2019
Xie, X. Y., & Yu, C. (2019). Perceptual learning of Vernier discrimination transfers from high to zero noise after double training. Vision Research, 156, 39-45. 访问链接Abstract
Perceptual learning is often interpreted as learning of fine stimulus templates. However, we have proposed that perceptual learning is more than template learning, in that more abstract statistical rules may have been learned, so that learning can transfer to stimuli at different precisions. Here we provide new evidence to support this view: Perceptual learning of Vernier discrimination at high noise, which has thresholds approximately 10 times as much as those at zero noise, is initially non-transferrable to zero noise. However, additional exposure to a noise-free Vernier-forming Gabor, which is ineffective alone, not only maximizes zero-noise fine Vernier discrimination, but also further enhances high-noise Vernier performance. Such high-threshold coarse Vernier training cannot impact the fine stimulus template directly. One plausible explanation is that the observers have learned the statistical rules that can apply to standardized input distributions to improve discrimination, regardless of the original precision of these distributions.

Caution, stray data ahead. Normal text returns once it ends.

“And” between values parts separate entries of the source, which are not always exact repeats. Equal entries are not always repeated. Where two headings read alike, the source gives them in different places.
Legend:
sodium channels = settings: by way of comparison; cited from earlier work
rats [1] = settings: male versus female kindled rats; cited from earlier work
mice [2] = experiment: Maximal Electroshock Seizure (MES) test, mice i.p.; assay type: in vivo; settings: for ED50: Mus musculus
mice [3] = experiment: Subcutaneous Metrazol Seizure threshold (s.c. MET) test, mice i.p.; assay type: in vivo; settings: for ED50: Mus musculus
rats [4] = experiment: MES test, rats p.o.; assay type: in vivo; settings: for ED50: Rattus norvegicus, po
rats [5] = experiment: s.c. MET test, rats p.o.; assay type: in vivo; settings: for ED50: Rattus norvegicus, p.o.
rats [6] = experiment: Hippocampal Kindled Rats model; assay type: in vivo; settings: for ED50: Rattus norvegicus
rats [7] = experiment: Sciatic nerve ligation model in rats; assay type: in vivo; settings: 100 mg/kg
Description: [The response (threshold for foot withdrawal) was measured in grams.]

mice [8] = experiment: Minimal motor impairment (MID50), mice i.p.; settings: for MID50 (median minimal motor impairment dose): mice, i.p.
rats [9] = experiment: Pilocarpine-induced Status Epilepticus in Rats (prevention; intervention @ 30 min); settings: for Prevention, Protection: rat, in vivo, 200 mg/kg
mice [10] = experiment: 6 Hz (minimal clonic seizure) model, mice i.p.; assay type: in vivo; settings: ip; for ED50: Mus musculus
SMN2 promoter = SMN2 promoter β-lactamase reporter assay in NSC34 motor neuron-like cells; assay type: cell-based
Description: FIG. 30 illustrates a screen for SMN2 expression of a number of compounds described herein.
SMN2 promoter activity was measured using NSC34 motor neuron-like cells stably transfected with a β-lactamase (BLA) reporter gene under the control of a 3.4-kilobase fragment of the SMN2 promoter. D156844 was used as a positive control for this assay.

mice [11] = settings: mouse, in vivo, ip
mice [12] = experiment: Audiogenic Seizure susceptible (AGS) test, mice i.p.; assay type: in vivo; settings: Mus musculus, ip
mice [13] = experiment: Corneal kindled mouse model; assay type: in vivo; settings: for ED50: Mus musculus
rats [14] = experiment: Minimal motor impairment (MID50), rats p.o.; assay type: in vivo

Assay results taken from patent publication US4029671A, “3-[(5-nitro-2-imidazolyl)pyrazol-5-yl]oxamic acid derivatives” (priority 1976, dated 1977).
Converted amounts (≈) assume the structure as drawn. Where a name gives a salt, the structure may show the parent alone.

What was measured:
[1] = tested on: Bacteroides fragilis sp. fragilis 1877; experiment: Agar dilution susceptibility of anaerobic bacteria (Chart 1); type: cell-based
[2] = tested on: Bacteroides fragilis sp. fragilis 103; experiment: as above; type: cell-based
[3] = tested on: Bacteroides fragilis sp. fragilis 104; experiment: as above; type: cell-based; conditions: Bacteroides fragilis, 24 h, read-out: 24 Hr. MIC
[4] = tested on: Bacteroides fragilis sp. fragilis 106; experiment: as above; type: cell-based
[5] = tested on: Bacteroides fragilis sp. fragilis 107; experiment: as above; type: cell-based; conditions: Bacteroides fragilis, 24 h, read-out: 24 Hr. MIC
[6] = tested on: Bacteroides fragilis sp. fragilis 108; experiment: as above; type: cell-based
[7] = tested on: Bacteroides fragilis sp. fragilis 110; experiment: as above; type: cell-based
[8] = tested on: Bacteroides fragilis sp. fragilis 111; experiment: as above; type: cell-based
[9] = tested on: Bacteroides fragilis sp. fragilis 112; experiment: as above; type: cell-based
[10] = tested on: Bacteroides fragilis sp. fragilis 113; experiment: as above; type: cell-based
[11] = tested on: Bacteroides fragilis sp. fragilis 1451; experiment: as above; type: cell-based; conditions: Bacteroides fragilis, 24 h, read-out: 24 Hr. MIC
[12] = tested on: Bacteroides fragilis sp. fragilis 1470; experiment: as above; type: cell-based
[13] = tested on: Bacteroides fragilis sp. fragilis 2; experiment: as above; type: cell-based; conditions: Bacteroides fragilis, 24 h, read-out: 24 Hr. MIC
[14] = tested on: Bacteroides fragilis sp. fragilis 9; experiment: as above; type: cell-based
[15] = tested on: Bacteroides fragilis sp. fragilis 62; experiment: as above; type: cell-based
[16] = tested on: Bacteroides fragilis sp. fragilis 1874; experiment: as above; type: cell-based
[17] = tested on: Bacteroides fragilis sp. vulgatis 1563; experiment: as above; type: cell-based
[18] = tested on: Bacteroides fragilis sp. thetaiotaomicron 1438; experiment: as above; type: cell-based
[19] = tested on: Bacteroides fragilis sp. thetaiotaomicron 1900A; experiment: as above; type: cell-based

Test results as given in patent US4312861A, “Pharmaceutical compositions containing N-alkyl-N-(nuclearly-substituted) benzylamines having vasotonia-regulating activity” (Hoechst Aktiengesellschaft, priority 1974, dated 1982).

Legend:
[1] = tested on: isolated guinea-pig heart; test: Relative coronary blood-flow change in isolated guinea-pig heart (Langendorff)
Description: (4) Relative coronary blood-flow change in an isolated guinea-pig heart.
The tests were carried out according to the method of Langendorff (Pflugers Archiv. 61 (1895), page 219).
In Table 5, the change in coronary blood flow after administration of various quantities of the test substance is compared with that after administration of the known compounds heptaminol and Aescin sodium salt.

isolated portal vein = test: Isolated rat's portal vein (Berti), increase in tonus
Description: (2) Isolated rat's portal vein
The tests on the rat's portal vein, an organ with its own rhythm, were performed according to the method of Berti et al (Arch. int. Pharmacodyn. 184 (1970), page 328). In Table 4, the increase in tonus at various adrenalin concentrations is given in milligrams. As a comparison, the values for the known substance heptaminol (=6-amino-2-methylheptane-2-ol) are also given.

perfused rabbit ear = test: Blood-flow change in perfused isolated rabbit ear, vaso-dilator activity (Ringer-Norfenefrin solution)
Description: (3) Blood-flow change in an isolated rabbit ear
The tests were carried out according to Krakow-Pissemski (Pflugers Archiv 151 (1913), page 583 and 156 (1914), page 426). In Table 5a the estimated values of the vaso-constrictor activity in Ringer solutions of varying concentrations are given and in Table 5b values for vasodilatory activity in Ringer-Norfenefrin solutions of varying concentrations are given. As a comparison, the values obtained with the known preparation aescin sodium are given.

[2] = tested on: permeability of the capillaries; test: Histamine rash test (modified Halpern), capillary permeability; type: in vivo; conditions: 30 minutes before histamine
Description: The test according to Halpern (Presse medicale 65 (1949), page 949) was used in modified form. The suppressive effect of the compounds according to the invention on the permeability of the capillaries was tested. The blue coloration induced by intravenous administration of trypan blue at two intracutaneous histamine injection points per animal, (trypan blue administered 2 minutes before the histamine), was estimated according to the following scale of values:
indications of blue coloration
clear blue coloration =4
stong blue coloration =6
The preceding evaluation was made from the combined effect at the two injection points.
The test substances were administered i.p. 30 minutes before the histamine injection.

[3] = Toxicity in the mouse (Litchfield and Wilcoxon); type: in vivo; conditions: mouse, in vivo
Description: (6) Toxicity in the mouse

2018
Zhang, J. Y., & Yu, C. (2018). Vernier learning with short- and long-staircase training and its transfer to a new location with double training. Journal of Vision, 18, 8. 访问链接Abstract